The tide was low and little wind was blowing Sunday morning, but hundreds of mourners hauled their surfboards to Newport Pier.
More people also arrived by boat or gathered at the pier to observe the paddle-out being held in honor of Newport Beach lifeguard Ben Carlson, who died a week earlier during a rescue.
"The water's behaving," Newport Beach Fire Chief Scott Poster said, glancing toward the ocean from the lifeguard headquarters building as early arrivers began to congregate.
Participants all too aware of the water's power mourned the loss of Carlson, who died during one of many rescues made by the department during the July Fourth weekend, when warm temperatures drew swimmers and surfers into rough water.
They grappled with a sense of shock, but demonstrated a show of support for the man they have embraced as a hero, as well as for his family, his peers and the many others in the community affected by his death.
Tributes to him were everywhere.
"RIP Ben," said the bottom of one surfboard.
"Ben Would Go," a mantra used to describe his willingness to do whatever it took, had been written on the bottom of another board, printed on hats, produced on T-shirts and even scrawled on the backs of two young boys.
Hats read, "Ben did Go." (At least two people posted pictures of "Ben Did Go" tattoos on Instagram.)
"You feel nauseous. It just hits home," said Robin Levinson, court liaison officer for the Laguna Beach Police Department, remembering the recent loss of officer John Coutchie, who died in an on-duty motorcycle crash last fall. "It's like you lost your brother, your best friend."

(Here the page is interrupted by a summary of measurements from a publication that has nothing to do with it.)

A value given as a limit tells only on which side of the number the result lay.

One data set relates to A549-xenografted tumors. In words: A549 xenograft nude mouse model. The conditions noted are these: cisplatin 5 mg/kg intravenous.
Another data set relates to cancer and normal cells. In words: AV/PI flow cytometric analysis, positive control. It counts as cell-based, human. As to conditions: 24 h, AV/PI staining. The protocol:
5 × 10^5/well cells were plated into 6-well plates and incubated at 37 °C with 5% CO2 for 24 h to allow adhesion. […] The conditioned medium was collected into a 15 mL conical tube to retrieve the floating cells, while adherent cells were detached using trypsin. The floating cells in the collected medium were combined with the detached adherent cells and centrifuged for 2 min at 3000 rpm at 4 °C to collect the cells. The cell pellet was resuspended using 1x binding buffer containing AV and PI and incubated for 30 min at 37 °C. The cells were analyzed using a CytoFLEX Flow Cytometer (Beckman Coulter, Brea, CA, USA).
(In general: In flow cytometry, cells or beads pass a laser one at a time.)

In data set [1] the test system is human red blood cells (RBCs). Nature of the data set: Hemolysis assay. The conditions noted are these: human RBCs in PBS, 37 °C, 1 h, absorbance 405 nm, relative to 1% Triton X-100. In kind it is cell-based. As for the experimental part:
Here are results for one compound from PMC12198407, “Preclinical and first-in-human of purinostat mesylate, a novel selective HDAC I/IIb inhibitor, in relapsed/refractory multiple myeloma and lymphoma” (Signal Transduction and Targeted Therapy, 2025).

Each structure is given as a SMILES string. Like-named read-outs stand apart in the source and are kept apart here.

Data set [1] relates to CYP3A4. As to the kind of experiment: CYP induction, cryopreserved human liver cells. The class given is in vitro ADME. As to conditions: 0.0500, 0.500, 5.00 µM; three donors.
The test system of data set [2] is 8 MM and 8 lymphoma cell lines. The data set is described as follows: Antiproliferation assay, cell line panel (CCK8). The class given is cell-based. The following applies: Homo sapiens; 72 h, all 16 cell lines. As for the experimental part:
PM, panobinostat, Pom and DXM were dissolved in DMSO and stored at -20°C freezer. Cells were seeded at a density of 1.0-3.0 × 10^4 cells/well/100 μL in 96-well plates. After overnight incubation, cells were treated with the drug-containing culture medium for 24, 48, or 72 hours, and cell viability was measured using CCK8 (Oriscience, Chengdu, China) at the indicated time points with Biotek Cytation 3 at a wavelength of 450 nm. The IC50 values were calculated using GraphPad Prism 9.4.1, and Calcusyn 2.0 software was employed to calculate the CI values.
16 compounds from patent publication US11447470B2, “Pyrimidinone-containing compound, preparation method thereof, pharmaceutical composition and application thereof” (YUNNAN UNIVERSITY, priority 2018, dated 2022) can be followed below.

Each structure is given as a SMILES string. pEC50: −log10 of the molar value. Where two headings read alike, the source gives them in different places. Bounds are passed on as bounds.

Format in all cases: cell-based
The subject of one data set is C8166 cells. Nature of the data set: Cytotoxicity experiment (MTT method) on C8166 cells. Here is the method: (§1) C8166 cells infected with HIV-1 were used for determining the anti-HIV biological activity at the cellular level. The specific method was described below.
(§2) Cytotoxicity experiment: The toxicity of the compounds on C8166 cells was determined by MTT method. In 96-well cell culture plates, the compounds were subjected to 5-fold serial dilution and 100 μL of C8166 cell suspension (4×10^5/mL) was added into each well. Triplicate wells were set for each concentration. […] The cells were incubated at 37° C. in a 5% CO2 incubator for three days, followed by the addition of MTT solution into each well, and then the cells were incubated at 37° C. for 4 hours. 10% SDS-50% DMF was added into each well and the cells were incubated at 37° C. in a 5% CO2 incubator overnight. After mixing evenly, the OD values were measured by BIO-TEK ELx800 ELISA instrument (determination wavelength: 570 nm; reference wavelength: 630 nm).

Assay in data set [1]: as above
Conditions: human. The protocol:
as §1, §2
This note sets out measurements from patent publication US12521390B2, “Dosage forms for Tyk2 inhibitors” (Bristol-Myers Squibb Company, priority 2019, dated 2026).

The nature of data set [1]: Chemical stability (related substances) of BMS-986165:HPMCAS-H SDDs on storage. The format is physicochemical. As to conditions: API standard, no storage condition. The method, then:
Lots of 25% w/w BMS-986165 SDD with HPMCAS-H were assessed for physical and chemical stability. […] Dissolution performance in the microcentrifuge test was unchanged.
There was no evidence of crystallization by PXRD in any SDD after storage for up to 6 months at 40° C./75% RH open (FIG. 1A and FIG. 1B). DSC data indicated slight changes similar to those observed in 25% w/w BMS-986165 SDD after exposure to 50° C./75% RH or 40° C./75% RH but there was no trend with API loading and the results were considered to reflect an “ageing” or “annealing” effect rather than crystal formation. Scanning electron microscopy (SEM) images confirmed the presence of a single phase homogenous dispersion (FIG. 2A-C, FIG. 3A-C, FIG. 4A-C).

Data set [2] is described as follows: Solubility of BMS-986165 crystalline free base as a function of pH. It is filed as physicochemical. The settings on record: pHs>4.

Participants returned to the ocean that Carlson loved in a sort of prelude to a beachside memorial service that would be held that night.
Members of other fire and lifeguard departments from Los Angeles County, the city of Orange, Del Mar and San Clemente were drawn to the event.
Those with badges had slipped a black band around them as a sign of mourning.
Wahoo's Fish Taco, where Carlson also worked, passed out breakfast from a food truck.
"I can hear his voice and see his smile right now," said Justin Fassnacht, Ben's roommate, speaking to the assembled crowd from a guard tower east of the pier.
With family and close friends in the lead, the paddleboarders marched into the water just after 9 a.m., moving in a slow mass. Then they flopped onto their stomachs and began to paddle, the bright colors of swimsuits and boards shining against the rich, blue water. Others joined in canoes or on stand-up paddleboards. Some shared a board with a friend.
They wore leis and clutched flowers, which they would later drop into the water. Assembling into a massive ring in the ocean, they awaited the three yellow lifeguard boats.
A water polo coach and an avid big-wave surfer, Carlson was passionate about "basically anything that had to do with people and water," Fassnacht said, and loved working from the boats as a lifeguard.
His favorite surfboard was allowed to slip into the water from one of the vessels, and it floated toward the center of the circle, topped with a wreath.
Silence and cheers alternated throughout the morning. Three helicopters flew overhead during the ceremony, eliciting more whoops from the crowd, and visiting boats squirted water toward the paddlers.
"It really demonstrates a togetherness and a close-knit community that the lifeguards have," Poster had said earlier that morning. "This is their time."